- “Fifth, even though this particular type of offending is not the subject of any Definitive Guideline there may be cases where it will be helpful to a judge to have regard to the Definitive Guidelines on fraud, bribery and money laundering offences. In some cases, such as the present, that will positively be required because one or more of the counts on the indictment, as here, will be a count which comes within the ambit of the guideline itself. But even where that is not the position there may be some cases where a judge, at least if only as a check, may wish to refer to the Definitive Guideline to get a feel, as it were, for the appropriate sentence. However, there will be other cases where the Definitive Guideline may be of marginal, and perhaps no, assistance at all. That will be a matter for the assessment of the judge in the individual case. Where the Definitive Guideline is required to be taken into account because one of the counts on the indictment is within the ambit of the guideline, that of itself will no doubt lend assistance in deciding what the appropriate overall sentence will be.”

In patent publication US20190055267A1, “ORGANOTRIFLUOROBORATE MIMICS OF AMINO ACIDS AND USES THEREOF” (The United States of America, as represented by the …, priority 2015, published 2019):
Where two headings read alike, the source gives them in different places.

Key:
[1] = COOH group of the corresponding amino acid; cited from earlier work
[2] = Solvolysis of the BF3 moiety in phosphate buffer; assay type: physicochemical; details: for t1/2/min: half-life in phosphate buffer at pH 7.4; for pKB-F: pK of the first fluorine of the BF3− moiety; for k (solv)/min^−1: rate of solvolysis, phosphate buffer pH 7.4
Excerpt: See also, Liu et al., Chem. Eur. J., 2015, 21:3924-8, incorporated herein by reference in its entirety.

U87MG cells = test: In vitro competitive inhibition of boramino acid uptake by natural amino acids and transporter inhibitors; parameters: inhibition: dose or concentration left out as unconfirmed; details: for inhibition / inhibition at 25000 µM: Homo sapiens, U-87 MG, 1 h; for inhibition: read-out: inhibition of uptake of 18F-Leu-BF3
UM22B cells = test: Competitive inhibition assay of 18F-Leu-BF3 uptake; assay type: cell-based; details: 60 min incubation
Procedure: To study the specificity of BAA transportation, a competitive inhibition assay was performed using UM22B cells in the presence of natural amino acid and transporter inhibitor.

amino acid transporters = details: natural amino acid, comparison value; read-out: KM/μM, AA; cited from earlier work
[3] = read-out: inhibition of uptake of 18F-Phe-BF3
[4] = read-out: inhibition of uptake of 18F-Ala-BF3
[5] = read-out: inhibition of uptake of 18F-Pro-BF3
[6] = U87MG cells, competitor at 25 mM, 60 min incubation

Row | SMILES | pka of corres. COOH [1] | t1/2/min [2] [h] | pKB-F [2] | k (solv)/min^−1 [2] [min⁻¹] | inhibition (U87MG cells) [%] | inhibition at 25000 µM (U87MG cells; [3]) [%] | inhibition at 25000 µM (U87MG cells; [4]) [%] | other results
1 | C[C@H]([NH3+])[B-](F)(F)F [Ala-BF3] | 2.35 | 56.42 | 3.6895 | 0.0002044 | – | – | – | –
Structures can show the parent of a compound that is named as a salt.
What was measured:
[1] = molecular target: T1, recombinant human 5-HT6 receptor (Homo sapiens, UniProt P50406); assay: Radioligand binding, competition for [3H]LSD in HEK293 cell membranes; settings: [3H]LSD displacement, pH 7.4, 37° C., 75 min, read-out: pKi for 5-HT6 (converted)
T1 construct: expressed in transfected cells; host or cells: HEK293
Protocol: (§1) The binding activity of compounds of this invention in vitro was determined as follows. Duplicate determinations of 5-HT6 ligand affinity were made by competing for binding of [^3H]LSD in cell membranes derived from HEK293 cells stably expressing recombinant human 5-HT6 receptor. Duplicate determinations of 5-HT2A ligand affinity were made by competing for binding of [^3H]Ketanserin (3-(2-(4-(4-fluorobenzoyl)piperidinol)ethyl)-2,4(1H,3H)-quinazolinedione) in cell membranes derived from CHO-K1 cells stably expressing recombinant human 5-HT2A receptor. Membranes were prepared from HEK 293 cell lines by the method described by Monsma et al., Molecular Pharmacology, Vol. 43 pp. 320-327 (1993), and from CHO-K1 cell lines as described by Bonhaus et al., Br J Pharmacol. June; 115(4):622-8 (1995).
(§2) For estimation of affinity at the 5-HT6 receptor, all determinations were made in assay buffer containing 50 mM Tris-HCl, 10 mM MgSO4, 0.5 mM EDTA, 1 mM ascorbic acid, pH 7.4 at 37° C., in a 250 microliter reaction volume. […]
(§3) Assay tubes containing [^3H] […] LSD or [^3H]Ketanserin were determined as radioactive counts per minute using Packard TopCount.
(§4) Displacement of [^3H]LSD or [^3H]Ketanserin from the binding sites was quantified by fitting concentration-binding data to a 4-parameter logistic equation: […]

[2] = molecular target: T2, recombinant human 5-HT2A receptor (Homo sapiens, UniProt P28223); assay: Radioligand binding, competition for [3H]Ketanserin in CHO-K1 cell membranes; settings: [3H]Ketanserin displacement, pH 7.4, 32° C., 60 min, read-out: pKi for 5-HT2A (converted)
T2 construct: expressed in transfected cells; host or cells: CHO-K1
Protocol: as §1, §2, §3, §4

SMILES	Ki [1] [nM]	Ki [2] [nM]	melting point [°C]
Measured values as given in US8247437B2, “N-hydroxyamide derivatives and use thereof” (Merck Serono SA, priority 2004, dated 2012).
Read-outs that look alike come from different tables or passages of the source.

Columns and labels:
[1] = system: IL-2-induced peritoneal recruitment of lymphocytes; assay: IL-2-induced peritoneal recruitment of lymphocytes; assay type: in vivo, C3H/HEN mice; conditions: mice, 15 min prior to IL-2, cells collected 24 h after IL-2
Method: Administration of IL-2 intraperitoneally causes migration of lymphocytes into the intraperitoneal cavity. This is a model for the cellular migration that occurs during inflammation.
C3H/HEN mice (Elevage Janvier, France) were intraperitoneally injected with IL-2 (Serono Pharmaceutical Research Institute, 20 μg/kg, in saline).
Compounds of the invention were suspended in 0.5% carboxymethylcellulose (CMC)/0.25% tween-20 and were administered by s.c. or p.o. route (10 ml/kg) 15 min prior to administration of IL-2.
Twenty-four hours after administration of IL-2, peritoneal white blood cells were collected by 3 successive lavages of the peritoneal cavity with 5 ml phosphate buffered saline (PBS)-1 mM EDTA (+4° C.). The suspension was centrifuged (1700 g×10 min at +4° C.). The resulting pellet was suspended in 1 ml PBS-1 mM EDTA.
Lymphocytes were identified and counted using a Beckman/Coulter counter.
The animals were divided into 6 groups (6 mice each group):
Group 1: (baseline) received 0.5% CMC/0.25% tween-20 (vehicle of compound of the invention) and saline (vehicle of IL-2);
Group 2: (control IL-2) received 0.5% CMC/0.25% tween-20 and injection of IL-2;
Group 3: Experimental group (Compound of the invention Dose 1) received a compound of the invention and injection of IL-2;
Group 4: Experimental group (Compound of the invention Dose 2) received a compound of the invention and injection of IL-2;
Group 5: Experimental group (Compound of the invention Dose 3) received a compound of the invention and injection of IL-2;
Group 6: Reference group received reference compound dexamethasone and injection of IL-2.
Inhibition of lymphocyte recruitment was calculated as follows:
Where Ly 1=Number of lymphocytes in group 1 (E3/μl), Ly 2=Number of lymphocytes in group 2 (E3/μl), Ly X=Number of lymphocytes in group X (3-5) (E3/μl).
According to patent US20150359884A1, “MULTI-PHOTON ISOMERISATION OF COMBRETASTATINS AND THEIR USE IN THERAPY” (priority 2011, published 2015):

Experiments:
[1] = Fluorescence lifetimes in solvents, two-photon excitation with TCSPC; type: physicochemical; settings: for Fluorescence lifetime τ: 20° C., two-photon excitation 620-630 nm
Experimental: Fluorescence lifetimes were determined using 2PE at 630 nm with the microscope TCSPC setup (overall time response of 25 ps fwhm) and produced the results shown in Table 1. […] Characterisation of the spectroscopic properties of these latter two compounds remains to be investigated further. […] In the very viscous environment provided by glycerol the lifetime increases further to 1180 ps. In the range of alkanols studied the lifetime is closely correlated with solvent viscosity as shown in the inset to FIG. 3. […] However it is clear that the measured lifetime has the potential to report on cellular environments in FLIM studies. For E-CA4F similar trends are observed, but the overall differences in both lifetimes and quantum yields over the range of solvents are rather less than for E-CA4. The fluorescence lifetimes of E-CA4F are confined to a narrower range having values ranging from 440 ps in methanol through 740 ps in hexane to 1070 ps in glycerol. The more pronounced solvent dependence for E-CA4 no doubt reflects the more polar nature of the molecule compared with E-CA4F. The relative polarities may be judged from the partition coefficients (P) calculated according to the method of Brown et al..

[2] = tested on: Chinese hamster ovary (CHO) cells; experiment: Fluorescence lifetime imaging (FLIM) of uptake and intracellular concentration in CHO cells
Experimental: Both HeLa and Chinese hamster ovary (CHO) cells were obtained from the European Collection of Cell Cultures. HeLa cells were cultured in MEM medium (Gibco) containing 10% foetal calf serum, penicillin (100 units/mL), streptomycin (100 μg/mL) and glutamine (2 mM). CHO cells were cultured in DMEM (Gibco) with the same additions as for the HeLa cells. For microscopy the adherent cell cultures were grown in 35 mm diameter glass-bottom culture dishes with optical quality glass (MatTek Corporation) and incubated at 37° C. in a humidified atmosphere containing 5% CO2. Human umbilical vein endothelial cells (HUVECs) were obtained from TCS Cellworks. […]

Where there are convictions for related offences not contained in the CDPA (such as for fraud, discussed above), the relevant sentencing guidelines for that offence should be consulted and may (depending on the facts) assist with the sentencing of the CDPA aspects of the conviction.
- “Sixth, personal mitigation, assistance to the authorities and bases and pleas of guilt are to be taken into account in the usual way.”